Adolescent Sexual Reproductive Health and Rights (ASRHR): Building capacity and promoting advocacy around the dynamics of adolescent sex, gender and power, through intergenerational dialogues in South Africa, Zimbabwe and Malawi

The legal, policy and practice environment for adolescent SRHR in Eastern and Southern Africa presents a mixed picture, often allowing for personal, cultural, social, religious and other beliefs to limit the sexual and health rights, and positive sexual experiences, of young people. In addition, there are often silences around sexual practices and histories of previous generations that create a sense of disconnectedness between different generations with regard to gender, sex and sexualities.

Moreover, and closely linked to the problem set out above:

  • healthcare workers across the region struggle with openness on sexual matters;
  • reflect within their professional conduct the morals; and
  • beliefs of their communities and may see themselves as the moral guardians of their communities.

Their training curricula are often conservative and narrowly biomedical. This means that healthcare workers often see their role vis a vis young people as a parental one which includes not only healthcare work but includes aspects of acting as moral compasses for their communities.

Against this background, the CSA&G sees an opportunity to bring young and older people together to explore each other’s sexual and gender lives, and stories. We believe these intergenerational meetings will help to develop new, and more sex positive, stories which can be used to address questions around the relationships between healthcare workers and young people accessing SRHR services.  Armed with this information, we argue that healthcare workers who work in SRHR spaces can be empowered to develop new skills to inform their SRHR encounters with young people.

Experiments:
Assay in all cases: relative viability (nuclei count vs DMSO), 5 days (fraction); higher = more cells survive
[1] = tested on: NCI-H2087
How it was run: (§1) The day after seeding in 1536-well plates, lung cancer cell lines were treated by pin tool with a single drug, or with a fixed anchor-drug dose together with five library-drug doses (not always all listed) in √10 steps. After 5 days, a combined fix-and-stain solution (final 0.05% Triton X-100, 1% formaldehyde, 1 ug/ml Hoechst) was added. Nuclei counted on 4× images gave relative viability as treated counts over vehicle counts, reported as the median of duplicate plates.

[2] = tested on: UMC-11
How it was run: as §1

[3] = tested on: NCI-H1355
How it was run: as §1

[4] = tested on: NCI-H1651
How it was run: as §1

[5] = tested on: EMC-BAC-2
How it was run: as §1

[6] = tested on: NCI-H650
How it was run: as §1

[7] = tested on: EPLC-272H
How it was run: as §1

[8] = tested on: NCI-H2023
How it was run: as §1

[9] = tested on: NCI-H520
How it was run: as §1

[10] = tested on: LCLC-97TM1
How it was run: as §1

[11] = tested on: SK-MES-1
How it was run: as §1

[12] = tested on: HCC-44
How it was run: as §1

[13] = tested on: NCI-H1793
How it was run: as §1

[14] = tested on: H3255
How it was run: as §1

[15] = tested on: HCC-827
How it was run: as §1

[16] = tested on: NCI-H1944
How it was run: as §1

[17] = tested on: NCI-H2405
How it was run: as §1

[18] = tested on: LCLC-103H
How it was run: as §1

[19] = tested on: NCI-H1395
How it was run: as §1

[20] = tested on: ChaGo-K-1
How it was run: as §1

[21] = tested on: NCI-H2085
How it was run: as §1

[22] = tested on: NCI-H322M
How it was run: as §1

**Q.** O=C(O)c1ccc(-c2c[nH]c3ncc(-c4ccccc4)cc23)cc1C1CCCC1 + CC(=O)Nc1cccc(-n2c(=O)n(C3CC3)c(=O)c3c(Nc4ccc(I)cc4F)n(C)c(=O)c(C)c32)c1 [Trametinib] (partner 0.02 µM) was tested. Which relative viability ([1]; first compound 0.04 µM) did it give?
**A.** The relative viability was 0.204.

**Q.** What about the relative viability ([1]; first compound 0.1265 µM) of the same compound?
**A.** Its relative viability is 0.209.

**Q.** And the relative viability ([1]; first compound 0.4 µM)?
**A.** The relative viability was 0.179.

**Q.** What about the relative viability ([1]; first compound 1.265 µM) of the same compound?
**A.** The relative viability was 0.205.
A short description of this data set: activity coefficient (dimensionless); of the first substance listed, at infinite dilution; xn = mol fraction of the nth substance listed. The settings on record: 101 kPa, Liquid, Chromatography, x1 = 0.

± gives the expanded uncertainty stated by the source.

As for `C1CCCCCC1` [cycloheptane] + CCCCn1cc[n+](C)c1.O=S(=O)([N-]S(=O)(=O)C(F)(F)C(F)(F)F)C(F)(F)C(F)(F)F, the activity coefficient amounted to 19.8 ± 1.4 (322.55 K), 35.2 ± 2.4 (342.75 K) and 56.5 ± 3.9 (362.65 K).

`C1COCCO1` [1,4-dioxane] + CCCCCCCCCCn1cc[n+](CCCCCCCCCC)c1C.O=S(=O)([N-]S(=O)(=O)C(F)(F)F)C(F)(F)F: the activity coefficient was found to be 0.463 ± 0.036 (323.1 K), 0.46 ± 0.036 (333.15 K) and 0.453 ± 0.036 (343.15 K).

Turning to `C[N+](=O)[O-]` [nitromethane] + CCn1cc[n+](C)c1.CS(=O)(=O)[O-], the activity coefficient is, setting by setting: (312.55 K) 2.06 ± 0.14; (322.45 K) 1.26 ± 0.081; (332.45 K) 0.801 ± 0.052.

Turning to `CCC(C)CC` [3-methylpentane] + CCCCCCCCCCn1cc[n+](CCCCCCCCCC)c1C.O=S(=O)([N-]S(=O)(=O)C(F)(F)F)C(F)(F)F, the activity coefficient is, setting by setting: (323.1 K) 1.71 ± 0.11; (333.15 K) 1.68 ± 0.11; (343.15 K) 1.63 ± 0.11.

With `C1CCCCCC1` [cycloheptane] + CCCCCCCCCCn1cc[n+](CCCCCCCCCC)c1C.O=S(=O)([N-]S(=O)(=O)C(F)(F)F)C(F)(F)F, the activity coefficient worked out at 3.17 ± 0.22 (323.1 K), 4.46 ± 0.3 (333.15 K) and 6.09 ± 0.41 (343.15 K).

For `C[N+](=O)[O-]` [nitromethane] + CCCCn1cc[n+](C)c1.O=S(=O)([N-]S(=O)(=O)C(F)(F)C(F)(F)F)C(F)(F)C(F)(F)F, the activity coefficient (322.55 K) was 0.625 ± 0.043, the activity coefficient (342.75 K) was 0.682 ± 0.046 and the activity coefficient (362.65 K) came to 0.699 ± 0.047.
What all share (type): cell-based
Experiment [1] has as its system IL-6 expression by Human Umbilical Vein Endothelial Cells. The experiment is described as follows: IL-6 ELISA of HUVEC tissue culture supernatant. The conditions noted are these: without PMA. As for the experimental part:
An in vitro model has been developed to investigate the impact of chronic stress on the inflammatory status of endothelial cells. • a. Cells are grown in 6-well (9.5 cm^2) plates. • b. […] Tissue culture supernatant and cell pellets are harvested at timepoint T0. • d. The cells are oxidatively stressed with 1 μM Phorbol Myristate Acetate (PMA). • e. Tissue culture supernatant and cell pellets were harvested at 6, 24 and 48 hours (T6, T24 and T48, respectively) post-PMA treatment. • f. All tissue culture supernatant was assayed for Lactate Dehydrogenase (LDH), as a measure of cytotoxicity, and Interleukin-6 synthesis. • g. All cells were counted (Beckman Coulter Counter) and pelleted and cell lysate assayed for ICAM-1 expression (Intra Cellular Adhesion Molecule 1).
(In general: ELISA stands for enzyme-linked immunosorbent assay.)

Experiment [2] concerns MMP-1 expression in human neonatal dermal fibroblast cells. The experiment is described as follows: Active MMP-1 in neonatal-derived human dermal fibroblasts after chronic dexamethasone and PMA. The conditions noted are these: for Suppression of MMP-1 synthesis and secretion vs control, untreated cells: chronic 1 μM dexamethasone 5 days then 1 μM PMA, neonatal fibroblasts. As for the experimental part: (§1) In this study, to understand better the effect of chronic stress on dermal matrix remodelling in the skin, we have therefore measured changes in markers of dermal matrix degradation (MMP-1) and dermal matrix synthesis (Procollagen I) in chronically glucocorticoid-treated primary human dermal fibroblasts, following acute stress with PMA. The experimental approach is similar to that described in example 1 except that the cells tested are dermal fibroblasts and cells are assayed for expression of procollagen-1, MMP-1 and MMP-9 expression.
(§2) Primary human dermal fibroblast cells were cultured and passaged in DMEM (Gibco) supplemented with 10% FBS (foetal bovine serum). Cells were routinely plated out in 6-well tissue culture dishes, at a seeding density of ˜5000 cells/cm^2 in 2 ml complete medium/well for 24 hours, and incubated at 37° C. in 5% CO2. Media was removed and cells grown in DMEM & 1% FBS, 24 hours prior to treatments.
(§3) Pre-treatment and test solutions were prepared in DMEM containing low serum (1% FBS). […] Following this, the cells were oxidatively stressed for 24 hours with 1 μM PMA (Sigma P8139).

This approach, in part, is focussed around the idea that more open dialogue and an increased communication flow between younger and older people will enable healthcare workers to be more in touch with their own sexual histories. This will encourage healthcare workers to have a more holistic approach to their work so that their encounters with adolescents, informed by the idea of life history and experiences, will be freer and more accepting.

The intervention will thus target both health care workers and adolescents in order to build capacity and promote advocacy for improved access to SRHR by, especially, adolescents in the targeted communities. This will ultimately improve the experiences of young people seeking SRHR services. The health care workers will be able to relate to the sexual practices and cultures of young people, talk about these in ways which are open and self-reflexive, and promote access to SRHR services which are supportive, non-stigmatising and mindful of their daily lived realities.


The 12 month-project will comprise of the following phases:

  • Scoping exercises in Malawi, South Africa and Zimbabwe, the three countries where the programme will be conducted;
  • Recruiting participants in each country through partners networks;
  • Two intergenerational dialogues and workshops with adolescents and elders in each of the three countries;
  • A workshop with young people and healthcare workers in each of the countries that will be informed by the preceding dialogues;
  • The development of booklets as a resource for health care workers following the analysis of the intergenerational dialogues and workshops;
  • Health care worker forums to disseminate information and advocate for youth friendly services;
  • Training workshops for health care workers on conducting appropriate interviews with young people and adolescents.

This project is supported by HIVOS Southern Africa.